It’s just a ‘Lindy hop,’ skip and a jump back in time

A photo essay from the Bootlegger’s ball

By Chris Rugowski

Stepping back in time to the roaring 1920’s, Heritage Hill, 2640 S Webster Ave, in partnership with Zambaldi Beer hosted the Bootlegger’s Ball Friday, Feb. 25.

While the event focused on teaching the history of beer making, people didn’t hesitate to make the most of the drinks and dance lessons provided throughout the evening.

No password was needed and no authorities were shutting down this party as the Flappers, Sheiks and Clubman arrived, and began their journey back in time.

The real party was in the downstairs of the welcome center at Heritage Hill, which was converted to a speakeasy. 

You might wonder how this kind of event relates to Heritage Hill in the first place, Director of Sales & Private events, Amanda Grissette said, “Cheese factories were really well-known to be bootlegger locations. They’d make beer on top of the cheese, of course this was really well known in Wisconsin. We tie that into the event.”

Grissette also said of the event, “This event shows off the space and what it can be used for. Coming off a closure for the winter, in addition to the pandemic, we wanted to get our name out there and in a new spotlight.”

Molly Roffers-Susa hams it up in her period costume as she enjoys a jig or two on the dance floor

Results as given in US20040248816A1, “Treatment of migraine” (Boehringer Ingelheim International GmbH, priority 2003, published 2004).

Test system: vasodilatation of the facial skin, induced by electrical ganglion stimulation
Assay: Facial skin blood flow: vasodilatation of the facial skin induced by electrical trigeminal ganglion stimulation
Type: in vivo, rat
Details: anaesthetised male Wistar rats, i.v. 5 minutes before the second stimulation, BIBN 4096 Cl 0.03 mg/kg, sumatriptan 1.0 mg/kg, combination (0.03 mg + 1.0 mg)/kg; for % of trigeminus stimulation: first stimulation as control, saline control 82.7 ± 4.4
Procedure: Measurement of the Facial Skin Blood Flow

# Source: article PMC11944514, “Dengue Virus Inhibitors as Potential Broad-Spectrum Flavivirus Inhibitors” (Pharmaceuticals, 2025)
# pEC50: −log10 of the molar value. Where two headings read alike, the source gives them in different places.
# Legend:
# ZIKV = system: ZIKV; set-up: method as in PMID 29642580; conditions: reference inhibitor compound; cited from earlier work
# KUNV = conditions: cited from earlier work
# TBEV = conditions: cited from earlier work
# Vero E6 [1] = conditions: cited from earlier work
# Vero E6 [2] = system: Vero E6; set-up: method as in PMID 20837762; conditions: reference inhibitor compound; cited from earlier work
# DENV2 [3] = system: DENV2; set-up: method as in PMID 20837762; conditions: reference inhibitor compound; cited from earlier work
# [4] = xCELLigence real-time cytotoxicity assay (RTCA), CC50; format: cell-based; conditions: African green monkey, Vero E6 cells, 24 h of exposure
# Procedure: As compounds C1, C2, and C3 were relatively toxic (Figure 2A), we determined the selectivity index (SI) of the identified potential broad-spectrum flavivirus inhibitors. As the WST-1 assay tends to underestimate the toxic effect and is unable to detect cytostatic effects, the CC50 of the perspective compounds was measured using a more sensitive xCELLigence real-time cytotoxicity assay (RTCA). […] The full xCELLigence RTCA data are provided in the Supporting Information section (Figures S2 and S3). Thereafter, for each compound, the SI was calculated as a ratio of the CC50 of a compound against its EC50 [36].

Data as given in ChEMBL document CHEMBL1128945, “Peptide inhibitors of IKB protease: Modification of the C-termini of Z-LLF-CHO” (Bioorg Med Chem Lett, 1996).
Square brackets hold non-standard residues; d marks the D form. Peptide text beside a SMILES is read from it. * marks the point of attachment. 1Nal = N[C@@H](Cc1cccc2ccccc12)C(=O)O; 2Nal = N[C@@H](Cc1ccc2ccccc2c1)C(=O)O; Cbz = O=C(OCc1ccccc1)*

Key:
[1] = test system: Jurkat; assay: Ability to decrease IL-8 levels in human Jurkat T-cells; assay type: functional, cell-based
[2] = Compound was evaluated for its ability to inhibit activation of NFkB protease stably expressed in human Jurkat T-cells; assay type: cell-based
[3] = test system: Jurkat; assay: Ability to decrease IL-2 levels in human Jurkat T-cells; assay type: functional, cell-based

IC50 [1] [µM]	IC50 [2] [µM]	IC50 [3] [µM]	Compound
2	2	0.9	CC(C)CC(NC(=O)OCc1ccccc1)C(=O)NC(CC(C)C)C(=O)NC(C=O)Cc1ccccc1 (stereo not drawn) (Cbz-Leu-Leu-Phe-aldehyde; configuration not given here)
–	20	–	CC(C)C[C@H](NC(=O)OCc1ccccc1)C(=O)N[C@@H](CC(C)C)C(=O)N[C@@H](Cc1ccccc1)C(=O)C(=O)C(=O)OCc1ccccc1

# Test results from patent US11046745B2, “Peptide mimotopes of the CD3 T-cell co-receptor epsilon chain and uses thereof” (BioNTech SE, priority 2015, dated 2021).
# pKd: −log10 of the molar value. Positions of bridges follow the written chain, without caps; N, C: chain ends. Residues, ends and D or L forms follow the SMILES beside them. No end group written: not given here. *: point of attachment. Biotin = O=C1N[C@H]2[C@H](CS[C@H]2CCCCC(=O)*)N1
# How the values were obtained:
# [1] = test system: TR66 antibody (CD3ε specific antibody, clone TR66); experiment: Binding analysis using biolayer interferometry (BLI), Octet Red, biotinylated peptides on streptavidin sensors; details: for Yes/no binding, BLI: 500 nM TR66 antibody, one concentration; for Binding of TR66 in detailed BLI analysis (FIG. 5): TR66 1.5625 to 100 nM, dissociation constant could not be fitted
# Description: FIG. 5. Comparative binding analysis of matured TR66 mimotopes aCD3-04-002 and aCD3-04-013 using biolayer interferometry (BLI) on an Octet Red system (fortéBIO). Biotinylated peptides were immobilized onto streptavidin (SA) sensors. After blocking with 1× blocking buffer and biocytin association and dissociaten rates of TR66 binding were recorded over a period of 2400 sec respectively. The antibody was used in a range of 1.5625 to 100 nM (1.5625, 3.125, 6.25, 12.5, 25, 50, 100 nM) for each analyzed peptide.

Is this a safe house or Heritage Hill State Park? Heritage Hill State Park, 2640 S Webster Ave, in partnership with Zambaldi Beer hosted their first Bootlegger’s Ball Friday, Feb. 25
Upstairs Zambaldi beer was on hand to pour suds into period-style glasses instead of into the streets (an occurrence during prohibition)
Providing the entertainment for the Speakeasy was Oshkosh based, jazz-style duo Sundae and Mr. Goessl playing covers from the era along with original pieces to keep people hoofing
Party goers Melisa Young and Josh Bahr got their chance to do the Charleston as did other folks who participated in dance lessons offered at the event as well. The lessons were repeated a few times throughout the night with new dances added as the evening continued, making the event the ‘bees knees’
No password was needed as party-goers were welcomed with posters detailing the timeline of events from prohibition
Matt Weigand proudly waves an anti-prohibition sign as he samples some suds at the Bootlegger’s ball
While the event focused on teaching the history of beer making, people didn’t hesitate to get their ‘Charleston’ on a little later in the evening

Chris Rugowski is a photojournalist from Green Bay, Wisconsin. He mainly focuses on event photography, with an emphasis on bands and music. When he’s not doing live event photography, he focuses on landscapes and macro as well as writing narrative pieces to accompany photos. His work can be found here.

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